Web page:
Fruit and vegetable growers up and down the country are now busy harvesting a variety of autumn crops, says 5+ A Day. Leeks, pears, feijoas, brussels sprouts and several varieties of apples are just some of the autumn produce that is now at its best.

“Autumn produce provides inspiration for healthy and satisfying meals,” says 5+ A Day nutritionist, Bronwen Anderson. “Seasonal produce harvested from March to June is bursting with all the nutrients essential for our health and happiness.

“Not only are fruit and vegetables good for our wellbeing, they also help to maintain a healthy body weight.  That’s because fresh produce is rich in water and high in fibre, which makes us feel fuller for longer.”

Plating up a rainbow of different colours is a sure-fire way to provide your body with all the antioxidants and phytochemicals it needs.

“As we head into the cooler months, colour is key to getting all the micronutrients you need to boost your immune system,” says Bronwen. “Look for produce that is brightest in colour, as this indicates it is nutrient-rich.”

Here are five quick, easy tips on how to make the most of flavoursome autumn produce:

Apples
Apples are high in fibre and a whole slew of antioxidants, which protect against free radical damage, making them a satisfying and healthy food. Make a tangy apple slaw by cutting apples into matchstick-size strips, along with carrot and celery. Toss gently with apple cider vinegar, lemon juice and a drizzle of olive oil. This is great for lunch or as a side. Or try sautéing sliced apples and serving them with chicken or pork.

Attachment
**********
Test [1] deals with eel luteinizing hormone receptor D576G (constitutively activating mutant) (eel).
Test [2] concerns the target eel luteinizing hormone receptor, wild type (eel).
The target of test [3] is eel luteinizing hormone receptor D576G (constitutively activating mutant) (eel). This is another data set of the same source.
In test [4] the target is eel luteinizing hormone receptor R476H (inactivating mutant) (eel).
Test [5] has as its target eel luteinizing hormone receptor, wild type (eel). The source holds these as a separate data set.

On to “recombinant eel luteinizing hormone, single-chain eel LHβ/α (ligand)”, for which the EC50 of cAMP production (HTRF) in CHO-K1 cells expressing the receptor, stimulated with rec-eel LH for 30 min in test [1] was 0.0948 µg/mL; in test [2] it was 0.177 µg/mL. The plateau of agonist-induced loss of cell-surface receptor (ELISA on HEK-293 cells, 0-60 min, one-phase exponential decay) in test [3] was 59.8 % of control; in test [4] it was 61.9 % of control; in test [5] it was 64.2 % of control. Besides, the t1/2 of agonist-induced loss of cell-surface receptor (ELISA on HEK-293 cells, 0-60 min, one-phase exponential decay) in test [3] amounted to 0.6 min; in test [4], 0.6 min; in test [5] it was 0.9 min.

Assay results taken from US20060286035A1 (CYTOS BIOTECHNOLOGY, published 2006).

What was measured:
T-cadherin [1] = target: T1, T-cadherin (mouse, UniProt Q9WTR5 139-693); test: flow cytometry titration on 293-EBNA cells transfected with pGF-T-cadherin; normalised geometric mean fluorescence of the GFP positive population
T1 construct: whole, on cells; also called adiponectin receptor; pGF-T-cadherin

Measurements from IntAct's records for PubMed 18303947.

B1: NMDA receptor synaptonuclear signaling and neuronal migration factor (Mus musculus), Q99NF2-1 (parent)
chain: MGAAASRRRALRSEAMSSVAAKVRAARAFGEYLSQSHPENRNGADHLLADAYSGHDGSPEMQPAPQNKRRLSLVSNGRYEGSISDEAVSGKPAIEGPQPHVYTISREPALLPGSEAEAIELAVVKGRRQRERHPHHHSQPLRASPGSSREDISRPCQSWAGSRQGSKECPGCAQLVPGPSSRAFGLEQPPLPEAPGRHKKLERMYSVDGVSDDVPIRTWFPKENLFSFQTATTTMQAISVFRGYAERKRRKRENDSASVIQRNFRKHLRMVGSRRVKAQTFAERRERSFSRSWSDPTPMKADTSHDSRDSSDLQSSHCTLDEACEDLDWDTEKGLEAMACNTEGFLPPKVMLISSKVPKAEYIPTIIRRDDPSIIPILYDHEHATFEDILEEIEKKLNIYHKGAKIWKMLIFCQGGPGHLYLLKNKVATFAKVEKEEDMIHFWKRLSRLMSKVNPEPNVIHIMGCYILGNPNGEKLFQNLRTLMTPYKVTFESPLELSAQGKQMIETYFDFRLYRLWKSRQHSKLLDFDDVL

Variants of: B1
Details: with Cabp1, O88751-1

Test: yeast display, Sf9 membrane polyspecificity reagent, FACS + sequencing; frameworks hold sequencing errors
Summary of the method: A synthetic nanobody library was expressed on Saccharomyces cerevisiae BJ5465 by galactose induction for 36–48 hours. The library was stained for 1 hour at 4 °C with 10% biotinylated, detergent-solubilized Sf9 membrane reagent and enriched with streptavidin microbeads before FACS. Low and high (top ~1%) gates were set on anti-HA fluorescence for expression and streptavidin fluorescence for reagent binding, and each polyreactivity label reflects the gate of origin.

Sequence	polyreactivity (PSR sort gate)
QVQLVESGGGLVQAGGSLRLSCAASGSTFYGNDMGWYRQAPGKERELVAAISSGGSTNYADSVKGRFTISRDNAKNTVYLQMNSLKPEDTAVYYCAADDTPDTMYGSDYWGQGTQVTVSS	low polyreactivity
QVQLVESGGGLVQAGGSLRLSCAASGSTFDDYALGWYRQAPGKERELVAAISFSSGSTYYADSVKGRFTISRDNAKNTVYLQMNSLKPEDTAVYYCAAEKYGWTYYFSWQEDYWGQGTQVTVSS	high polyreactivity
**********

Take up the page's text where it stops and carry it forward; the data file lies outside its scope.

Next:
Pears
Stew pears – on their own or with apple – in a little water, and freeze in batches for a delicious breakfast or dessert treat. Pears and blue cheese are a lovely combination. Serve them together as a no-cook alternative to dessert when entertaining. Or for a quick dessert, peel, halve and core pears and roast in a baking dish, drizzled with a little honey. Serve with yoghurt.

Feijoas
For a zingy salsa finely chop feijoas and red onion into small pieces and mix together . Add fresh, chopped coriander and chilli for a different flavour twist. Serve with steak, chicken or fish, or use the salsa as a dip. For a heart-warming casserole, chop 4 pork steaks into bite size pieces. Add 6 feijoas, 2 tablespoons brown sugar, quarter cup vinegar, half cup water, 1 medium onion, chopped and half a teaspoon each of ground cinnamon and ground cloves. Place all ingredients into a casserole, cover and cook in a 180 deg C oven until meat is tender.

Leeks
Leeks are mild in flavour therefore go very well with eggs. Add some to your next quiche, frittata, omelette or batch of savoury muffins. For a side, slow roast leeks with olive oil and fresh thyme until they are caramelised. Serve with currants and walnuts.

Brussels sprouts
Bored with boiled brussels sprouts? Cook the sprouts in boiling water for 3 minutes, then drain. Heat oil in a wok then stir-fry chilli, garlic and ginger for 1 minute. Add the sprouts, cook for 2 minutes, then drizzle with low-salt soy sauce. Give everything a final toss before serving. Roasting gives vegetables a different flavour by caramelising their natural sugars and bringing out their natural sweetness. This technique works perfectly for brussels sprouts. Toss sprouts with olive oil, minced garlic and season. Roast in a pan until tender. Sprinkle over lemon zest and a squeeze of lemon juice before serving.

For more tips and recipes go to 5aday.co.nz or find us on Facebook at facebook.com/5adayNZ  or @Fredge_5Aday on Twitter.

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